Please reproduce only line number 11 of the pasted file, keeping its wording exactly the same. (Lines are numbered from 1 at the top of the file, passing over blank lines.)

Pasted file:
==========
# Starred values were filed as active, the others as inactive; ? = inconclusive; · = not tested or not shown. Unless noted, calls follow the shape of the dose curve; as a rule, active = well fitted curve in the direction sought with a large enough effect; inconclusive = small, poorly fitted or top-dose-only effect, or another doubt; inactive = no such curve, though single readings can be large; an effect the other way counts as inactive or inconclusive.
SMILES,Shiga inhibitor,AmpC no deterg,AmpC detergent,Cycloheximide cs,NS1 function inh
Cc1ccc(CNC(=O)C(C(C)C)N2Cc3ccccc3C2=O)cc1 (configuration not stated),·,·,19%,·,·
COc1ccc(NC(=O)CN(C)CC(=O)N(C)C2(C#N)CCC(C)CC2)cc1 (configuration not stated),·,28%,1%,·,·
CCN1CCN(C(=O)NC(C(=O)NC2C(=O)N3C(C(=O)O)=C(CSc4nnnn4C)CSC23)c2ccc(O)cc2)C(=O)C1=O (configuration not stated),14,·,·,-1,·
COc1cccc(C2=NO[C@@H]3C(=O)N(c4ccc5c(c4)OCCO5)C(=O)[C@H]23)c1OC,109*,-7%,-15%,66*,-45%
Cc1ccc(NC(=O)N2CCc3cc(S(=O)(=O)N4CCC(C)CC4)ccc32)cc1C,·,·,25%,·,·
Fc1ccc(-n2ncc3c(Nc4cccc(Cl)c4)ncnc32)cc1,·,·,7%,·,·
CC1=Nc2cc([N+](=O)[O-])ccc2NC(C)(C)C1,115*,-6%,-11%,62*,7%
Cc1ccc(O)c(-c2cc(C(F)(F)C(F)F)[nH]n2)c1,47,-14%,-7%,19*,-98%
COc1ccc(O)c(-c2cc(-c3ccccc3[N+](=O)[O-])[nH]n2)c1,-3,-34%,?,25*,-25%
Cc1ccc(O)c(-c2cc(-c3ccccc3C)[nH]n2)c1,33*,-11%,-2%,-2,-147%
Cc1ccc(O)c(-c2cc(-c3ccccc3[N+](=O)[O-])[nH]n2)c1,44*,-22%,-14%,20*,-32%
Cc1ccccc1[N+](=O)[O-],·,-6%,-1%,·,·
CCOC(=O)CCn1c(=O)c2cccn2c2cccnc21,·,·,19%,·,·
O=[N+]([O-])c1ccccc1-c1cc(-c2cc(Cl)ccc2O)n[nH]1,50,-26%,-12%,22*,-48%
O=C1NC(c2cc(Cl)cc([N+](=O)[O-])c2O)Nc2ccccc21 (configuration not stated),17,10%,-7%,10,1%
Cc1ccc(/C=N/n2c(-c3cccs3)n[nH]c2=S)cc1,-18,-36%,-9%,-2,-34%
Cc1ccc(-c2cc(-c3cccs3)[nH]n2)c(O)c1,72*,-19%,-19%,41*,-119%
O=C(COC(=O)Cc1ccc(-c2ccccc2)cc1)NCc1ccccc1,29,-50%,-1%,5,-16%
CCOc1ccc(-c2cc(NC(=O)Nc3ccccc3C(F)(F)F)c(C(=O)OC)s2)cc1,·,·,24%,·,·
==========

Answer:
COc1ccc(O)c(-c2cc(-c3ccccc3[N+](=O)[O-])[nH]n2)c1,-3,-34%,?,25*,-25%